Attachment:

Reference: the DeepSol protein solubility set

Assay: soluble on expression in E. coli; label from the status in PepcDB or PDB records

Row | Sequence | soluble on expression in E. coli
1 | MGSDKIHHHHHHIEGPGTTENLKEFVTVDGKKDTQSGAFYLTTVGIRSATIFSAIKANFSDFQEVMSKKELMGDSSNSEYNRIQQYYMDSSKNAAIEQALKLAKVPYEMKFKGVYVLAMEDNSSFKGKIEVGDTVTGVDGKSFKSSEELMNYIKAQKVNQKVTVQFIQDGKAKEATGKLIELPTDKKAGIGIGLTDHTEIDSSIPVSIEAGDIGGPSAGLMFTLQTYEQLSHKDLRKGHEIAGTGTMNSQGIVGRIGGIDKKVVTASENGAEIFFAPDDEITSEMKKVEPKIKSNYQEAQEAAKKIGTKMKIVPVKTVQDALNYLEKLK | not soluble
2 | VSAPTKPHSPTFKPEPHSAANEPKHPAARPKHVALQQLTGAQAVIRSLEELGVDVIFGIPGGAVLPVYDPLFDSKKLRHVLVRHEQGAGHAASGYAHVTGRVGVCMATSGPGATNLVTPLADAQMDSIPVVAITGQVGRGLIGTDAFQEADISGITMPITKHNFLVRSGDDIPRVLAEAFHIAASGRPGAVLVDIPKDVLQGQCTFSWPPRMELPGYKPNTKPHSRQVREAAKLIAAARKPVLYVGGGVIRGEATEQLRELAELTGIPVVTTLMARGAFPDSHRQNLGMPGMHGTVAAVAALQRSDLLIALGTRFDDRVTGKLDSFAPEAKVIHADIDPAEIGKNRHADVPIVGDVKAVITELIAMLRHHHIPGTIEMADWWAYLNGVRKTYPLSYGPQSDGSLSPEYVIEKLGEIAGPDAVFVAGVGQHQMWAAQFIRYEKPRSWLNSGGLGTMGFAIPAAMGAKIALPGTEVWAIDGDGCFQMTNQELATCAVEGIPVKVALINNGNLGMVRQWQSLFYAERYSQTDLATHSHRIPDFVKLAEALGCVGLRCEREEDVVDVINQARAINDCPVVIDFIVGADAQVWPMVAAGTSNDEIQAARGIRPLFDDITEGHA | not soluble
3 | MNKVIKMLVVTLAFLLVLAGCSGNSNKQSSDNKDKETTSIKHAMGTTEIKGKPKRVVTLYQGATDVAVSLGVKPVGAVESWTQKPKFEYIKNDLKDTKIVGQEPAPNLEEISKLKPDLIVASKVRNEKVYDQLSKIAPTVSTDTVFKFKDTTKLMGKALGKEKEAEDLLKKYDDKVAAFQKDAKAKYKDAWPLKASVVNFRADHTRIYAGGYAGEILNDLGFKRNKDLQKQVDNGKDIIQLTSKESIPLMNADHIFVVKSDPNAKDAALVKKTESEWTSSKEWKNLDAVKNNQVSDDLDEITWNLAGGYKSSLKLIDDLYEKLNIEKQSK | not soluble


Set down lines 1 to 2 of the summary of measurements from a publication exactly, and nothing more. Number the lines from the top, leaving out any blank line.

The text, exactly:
Reference: the DeepSol protein solubility set

Assay: soluble on expression in E. coli; label from the status in PepcDB or PDB records